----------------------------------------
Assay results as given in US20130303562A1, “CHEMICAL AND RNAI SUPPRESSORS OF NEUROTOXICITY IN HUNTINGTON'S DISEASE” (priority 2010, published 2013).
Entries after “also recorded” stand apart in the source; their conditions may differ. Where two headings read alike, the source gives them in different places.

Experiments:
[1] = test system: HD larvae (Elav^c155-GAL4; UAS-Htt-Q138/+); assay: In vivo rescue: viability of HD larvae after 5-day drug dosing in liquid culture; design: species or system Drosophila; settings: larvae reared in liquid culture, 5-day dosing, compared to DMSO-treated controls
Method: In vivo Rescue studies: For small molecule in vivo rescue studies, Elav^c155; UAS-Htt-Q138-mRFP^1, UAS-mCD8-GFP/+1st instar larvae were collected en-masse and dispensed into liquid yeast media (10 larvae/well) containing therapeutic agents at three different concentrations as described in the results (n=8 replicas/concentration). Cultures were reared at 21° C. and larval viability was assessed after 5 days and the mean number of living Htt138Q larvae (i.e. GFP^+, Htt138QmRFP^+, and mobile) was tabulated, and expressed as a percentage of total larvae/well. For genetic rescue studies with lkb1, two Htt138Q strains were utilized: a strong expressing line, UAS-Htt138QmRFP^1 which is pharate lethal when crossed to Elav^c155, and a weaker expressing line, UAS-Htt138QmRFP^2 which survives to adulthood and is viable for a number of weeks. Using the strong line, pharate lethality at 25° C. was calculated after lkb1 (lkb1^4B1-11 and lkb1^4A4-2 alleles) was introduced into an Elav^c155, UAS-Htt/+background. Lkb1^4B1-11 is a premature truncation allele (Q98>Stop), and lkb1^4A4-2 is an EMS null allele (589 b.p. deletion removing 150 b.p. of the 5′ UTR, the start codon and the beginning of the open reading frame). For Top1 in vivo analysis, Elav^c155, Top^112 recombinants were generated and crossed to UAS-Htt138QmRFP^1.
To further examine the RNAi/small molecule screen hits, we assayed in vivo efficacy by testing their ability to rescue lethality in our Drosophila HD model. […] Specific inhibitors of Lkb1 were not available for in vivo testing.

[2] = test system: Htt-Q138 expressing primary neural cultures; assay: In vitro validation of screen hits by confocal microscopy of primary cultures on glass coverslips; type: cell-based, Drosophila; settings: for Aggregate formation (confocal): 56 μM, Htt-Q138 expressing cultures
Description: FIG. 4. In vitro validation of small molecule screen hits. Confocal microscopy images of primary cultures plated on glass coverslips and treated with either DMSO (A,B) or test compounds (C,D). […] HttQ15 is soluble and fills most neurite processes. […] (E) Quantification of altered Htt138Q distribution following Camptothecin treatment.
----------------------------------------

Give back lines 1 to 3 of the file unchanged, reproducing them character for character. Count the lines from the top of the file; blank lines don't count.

Assay results as given in US20130303562A1, “CHEMICAL AND RNAI SUPPRESSORS OF NEUROTOXICITY IN HUNTINGTON'S DISEASE” (priority 2010, published 2013).
Entries after “also recorded” stand apart in the source; their conditions may differ. Where two headings read alike, the source gives them in different places.

Experiments: